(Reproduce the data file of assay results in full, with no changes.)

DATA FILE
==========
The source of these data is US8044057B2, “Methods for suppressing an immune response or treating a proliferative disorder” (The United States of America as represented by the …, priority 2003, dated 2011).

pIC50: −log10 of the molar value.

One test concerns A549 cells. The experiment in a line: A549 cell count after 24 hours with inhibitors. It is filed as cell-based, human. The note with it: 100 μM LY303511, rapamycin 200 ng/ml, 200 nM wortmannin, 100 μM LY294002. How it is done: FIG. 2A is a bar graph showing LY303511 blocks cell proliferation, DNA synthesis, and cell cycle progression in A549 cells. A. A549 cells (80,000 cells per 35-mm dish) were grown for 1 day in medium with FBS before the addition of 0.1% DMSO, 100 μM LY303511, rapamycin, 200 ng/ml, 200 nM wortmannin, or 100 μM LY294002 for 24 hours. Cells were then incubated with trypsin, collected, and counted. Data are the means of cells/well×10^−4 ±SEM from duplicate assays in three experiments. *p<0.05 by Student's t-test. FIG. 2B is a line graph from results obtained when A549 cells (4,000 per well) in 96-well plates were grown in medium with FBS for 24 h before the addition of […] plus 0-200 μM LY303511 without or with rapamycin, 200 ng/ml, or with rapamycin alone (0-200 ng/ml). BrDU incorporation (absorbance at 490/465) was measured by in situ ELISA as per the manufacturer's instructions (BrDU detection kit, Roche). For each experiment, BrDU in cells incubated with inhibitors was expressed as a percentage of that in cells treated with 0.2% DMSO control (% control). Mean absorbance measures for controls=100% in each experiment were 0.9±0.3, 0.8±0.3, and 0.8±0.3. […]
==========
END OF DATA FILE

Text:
The source of these data is US8044057B2, “Methods for suppressing an immune response or treating a proliferative disorder” (The United States of America as represented by the …, priority 2003, dated 2011).

pIC50: −log10 of the molar value.

One test concerns A549 cells. The experiment in a line: A549 cell count after 24 hours with inhibitors. It is filed as cell-based, human. The note with it: 100 μM LY303511, rapamycin 200 ng/ml, 200 nM wortmannin, 100 μM LY294002. How it is done: FIG. 2A is a bar graph showing LY303511 blocks cell proliferation, DNA synthesis, and cell cycle progression in A549 cells. A. A549 cells (80,000 cells per 35-mm dish) were grown for 1 day in medium with FBS before the addition of 0.1% DMSO, 100 μM LY303511, rapamycin, 200 ng/ml, 200 nM wortmannin, or 100 μM LY294002 for 24 hours. Cells were then incubated with trypsin, collected, and counted. Data are the means of cells/well×10^−4 ±SEM from duplicate assays in three experiments. *p<0.05 by Student's t-test. FIG. 2B is a line graph from results obtained when A549 cells (4,000 per well) in 96-well plates were grown in medium with FBS for 24 h before the addition of […] plus 0-200 μM LY303511 without or with rapamycin, 200 ng/ml, or with rapamycin alone (0-200 ng/ml). BrDU incorporation (absorbance at 490/465) was measured by in situ ELISA as per the manufacturer's instructions (BrDU detection kit, Roche). For each experiment, BrDU in cells incubated with inhibitors was expressed as a percentage of that in cells treated with 0.2% DMSO control (% control). Mean absorbance measures for controls=100% in each experiment were 0.9±0.3, 0.8±0.3, and 0.8±0.3. […]